FIG. 9 shows the successive progressive filling or loading of any one column as the improved cultivation method is carried out.

By way of example, the method is described for plants having a culture cycle of 100 days, carried out over at least one column of containers of five levels of culture, i.e. formed by superimposing five containers.

For said culture, the plants are inserted into the first container A at the top of the column (FIG. 9a).

After 20 days, the lowest container is removed from the column, it is inserted into the top after lowering the column by a distance corresponding to the height of one container, and new plants are inserted into said container B (FIG. 9b). This procedure is repeated at intervals of 20 days until all five containers of the column A-B-C-D-E are full.

After carrying out the last of these operations, a further 20 days are allowed to pass to complete the maturation cycle, after which as the required 100 days have passed, the fruit can be collected at the base of the column directly from the plants of container A which at the beginning of the cycle was at the top (FIG. 9e). After collecting, the usual operation is repeated, and the column, completely filled with plants, assumes the configuration of FIG. 9f. The cycle can obviously continue indefinitely, taking action every 20 days, the plants in each container then maturing every 100 days.

Experiments carried out on tomato plants have shown that in an installation in which the lines of columns are spaced apart by approximately 2 meters and in which the columns of each line are spaced apart by approximately 50 cm and having ten levels of culture, production is of the order of 140-160 kg/m2 per annum, and up to 180 kg/m2 under particularly favourable conditions, with a specific water consumption of approximately 20 liters/kg of product.

Production is in fact more than three times that obtainable in hydroponic cultivations conducted using conventional systems, and water consumption is greatly reduced.

The labour requirement is two persons per 2000 m2 of culture when viewed in plan.

A further advantage of the invention is the complete elimination of Nematoda, which cannot survive with the proposed system, and which at present lead to production losses of 15-20%.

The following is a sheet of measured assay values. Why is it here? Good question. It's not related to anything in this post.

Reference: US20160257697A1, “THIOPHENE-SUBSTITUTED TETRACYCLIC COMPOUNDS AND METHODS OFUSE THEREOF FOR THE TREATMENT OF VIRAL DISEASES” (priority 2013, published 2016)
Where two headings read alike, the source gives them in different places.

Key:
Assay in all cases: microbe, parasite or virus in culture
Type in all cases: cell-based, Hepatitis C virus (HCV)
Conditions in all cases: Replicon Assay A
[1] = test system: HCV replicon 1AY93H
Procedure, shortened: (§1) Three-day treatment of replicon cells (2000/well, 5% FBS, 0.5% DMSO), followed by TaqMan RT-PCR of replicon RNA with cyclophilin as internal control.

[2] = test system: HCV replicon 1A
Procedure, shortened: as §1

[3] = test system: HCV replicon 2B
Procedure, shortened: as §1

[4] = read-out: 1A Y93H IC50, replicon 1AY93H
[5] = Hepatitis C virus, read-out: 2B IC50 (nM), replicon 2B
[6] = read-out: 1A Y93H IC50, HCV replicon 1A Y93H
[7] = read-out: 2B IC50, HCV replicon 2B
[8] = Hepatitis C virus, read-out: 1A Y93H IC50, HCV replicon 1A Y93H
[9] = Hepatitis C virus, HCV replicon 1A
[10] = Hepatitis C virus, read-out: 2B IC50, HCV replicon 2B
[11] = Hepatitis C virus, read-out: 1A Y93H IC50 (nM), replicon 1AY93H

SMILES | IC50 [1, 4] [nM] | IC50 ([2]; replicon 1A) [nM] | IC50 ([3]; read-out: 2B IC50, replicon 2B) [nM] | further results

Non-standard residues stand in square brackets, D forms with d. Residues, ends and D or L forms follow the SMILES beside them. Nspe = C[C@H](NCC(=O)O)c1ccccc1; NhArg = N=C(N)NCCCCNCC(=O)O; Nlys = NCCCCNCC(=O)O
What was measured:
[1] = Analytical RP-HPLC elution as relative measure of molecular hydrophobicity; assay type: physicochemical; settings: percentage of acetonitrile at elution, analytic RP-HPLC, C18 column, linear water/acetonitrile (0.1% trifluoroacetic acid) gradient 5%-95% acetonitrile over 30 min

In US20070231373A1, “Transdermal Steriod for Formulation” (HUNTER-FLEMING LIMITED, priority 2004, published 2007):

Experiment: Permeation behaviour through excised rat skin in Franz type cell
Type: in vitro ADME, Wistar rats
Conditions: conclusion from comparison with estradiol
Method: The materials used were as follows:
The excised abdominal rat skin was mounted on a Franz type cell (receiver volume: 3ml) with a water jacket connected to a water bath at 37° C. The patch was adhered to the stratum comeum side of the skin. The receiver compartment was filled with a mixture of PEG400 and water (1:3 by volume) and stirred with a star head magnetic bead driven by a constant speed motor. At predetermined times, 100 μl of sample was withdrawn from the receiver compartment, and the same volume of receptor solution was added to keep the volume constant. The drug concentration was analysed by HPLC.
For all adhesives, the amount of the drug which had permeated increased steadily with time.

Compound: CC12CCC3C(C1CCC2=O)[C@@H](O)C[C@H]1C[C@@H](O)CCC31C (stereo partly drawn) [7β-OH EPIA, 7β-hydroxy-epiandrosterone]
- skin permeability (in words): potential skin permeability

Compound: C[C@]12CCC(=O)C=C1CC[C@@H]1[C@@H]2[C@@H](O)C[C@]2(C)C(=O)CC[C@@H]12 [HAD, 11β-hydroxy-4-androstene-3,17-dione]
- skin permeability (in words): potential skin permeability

Patent Citations
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US3030735 *Nov 17, 1960Apr 24, 1962Bodkins George RichardPlanter
US3293798 *Jun 4, 1965Dec 27, 1966Johnson Sr Hugh APlanter
US3667157 *Apr 23, 1970Jun 6, 1972Aeroponica SpaApparatus for the hydroponic cultivation of vegetables
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US4033072 *Dec 29, 1975Jul 5, 1977Hitoshi KobayashiHydroponic cultivation apparatus
FR1388537A * Title not available
Referenced by
Citing PatentFiling datePublication dateApplicantTitle
US4574520 *Oct 22, 1984Mar 11, 1986Arledge James MGravity feed hydroponic system
US4594811 *Dec 31, 1984Jun 17, 1986Dainichi Sangyo K. K.Hydroponic plant cultivation device
US4756120 *Mar 10, 1986Jul 12, 1988Arledge James MGravity feed hydroponic system
US4779378 *Feb 13, 1984Oct 25, 1988Mason Jr Stanley IIntegrable, modular stackable multi-plant holder
US4825592 *Dec 17, 1987May 2, 1989Earls Gilbert WVertical plant support having top reeder
US5533302 *Jul 21, 1994Jul 9, 1996Lynch; Carroll L.Modular planting system
US5724768 *Apr 29, 1996Mar 10, 1998Ammann, Jr.; Paul R.Aeroponic plant growth apparatus and method
US5856190 *Mar 9, 1995Jan 5, 1999Kabushiki Kaisha SeiwaMultistage plant culture method and multistage plant culture apparatus for use therein
US6178692Mar 25, 1996Jan 30, 2001Agri-Grow Technologies, Inc.Lighting system for use with a vertical growing column
US6314675 *Jan 30, 1997Nov 13, 2001Giancarlo CostaAir culture system comprising a management system
US6502350Apr 18, 2000Jan 7, 2003James Quinton Cameron DickApparatus or installation and method for hydroponic cultivation of plants
US6840008 *Oct 9, 2003Jan 11, 2005Chester C. BullockVertical planting system
US7877927Dec 16, 2005Feb 1, 2011Mario RoyModular aeroponic/hydroponic container mountable to a surface
WO2000064241A1 *Apr 18, 2000Nov 2, 2000Dick James Quinton CameronApparatus or installation and method for hydroponic cultivation of plants
Classifications
U.S. Classification47/62.00A, 47/65, 47/82
International ClassificationA01G31/00, A01G31/06
Cooperative ClassificationA01G2031/006, A01G31/06
European ClassificationA01G31/06